Anyone who’s heard me talk about Teaching Open Source portions of my research will soon gather that I’m a fanatic about metacognition. If our designers and engineers and writers and developers and contributors don’t know themselves and how they think, how can they work with others? Here’s an actionable summary of a little (ok, 20 pages) paper called “Designing Technology to Support Reflection, written for FOSS projects and other distributed online communities where learning takes place. The paper was written in 1999, when open source was still a baby, the internet had just begun taking hold, and MOOCs were light years away, so I’ve updated the examples to be more familiar to us 13 years later.
The paper outlines “…four ways that technology can provide powerful scaffolding for… [a] combination of both individual and collaborative reflection… [for] actively monitoring, evaluating, and modifying one’s thinking and comparing it to both expert models and peers.” (That last quote was an incredibly hacked-up and shortened version of the abstract, by the way – and the start of the paper is a lovely lit review on why metacognition matters for performance; if you are at all interested in these topics, I recommend reading at least the first 3 pages.)
The four ways:
- process displays
- process prompts
- process models
- a forum for reflective social discourse
Process displays are basically debuggers; they show learners where they are in a process (which may be new, complex, and confusing to see, let alone do the first time). Firebug can be thought of as a process display, albeit not one specifically designed for education; Hackasaurus is a bit closer. Bret Victor’s piece on Learnable Programming is a great example of how an even richer system might be designed. Also, pretty much anything that supports portfolio creation can be used as a process display — wikis, blogs, etc.
Process prompts are attention-grabbers that bring the focus of learners to appropriate bits of a process while it’s in motion. You can think of the specific question-prompts of a bug reporting form as a process prompt; if we took that one step farther and had an option to replace the big blank textbox with a “novice” display that walked them through steps for reporting a bug (“What were you trying to do?” “What specifically did you type/click?” “What happened next?” “What did you expect to happen instead?” etc.) that would be an upgrade. Checklists are a very simple sort of process prompt; for instance, see Mediawiki’s guide to conducting a code review.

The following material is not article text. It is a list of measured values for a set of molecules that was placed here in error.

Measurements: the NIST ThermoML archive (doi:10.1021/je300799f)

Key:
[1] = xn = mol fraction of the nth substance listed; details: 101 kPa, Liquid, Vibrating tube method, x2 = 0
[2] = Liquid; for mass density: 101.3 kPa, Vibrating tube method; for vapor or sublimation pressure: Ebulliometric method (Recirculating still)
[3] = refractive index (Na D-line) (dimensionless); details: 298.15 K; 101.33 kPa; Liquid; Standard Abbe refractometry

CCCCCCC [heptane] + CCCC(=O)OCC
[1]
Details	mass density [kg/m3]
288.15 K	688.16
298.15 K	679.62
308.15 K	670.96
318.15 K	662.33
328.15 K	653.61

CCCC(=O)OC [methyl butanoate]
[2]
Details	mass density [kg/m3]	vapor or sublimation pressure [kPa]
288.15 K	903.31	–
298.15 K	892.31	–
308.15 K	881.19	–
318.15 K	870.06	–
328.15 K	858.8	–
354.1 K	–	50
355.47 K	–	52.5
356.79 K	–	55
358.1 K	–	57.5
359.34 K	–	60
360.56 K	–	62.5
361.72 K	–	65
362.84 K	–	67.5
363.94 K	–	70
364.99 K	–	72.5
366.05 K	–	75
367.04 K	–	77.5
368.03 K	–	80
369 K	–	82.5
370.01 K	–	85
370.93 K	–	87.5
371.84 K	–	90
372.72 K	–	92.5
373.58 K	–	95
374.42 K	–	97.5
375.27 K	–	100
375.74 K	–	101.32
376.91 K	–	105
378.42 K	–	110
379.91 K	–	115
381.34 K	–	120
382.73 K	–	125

Process models are maps of expert thought processes, the “stuff” that experts know and act on but don’t always articulate because they’re taking it for granted. Mo Duffy does a great job of this when describing her work on GNOME and Fedora, and I don’t even need to look that far — her two most recent blog posts walk you through some of her thinking about bootloader UI design and wallpaper development, respectively. Now, this is more a think-out-loud than a true generalized process map; such a thing looks more like Fedora Infrastructure’s “what to do when there’s a system outage” document. Armed with this, even a novice sysadmin like me can see how masters like Kevin Fenzi and his crew keep their cool and manage the ship even in the midst of a maelstrom (although actually doing it is another thing).
Reflective social discourse is about getting more eyeballs on a problem to make it shallower — hearing multiple voices on a topic, getting feedback from many different angles. (This is where the paper most shows its age; there’s almost an undercurrent of awe in describing how several computers could be connected through a fileserver! and students could write notes commenting on the work of their peers!) Nowadays, there’s the obvious collection of tools specifically made for dialog: blogs, microblogs, Planet blog aggregators, chatrooms of all sorts. But there are others more subtly embedded in our practice. Public bugtrackers and code reviews are all about reflective social discourse — I’ve learned plenty by reading extended comment threads on closed tickets. And while this isn’t a technology-supported option per se, conferences and in-person events are another form of this — present your idea to a bunch of friends and have them help you make it stronger.
The article closes with a plea for systems thinking. Won’t someone, somewhere, start designing learning technology that incorporates all four of these in one? And we are — look at any of the dashboards being created for things like EdX or Khan Academy, and you’ll find all four aspects. But now you know what they’re doing.
Here’s the paper, for those of you inclined to chase down the full text. Have fun!
Lin, X. D., Hmelo, C. E., Kinzer, C. K., & Secules, T. J. (1999). Designing technology to support reflection. Educational Technology Research & Development 47(3), 43-62.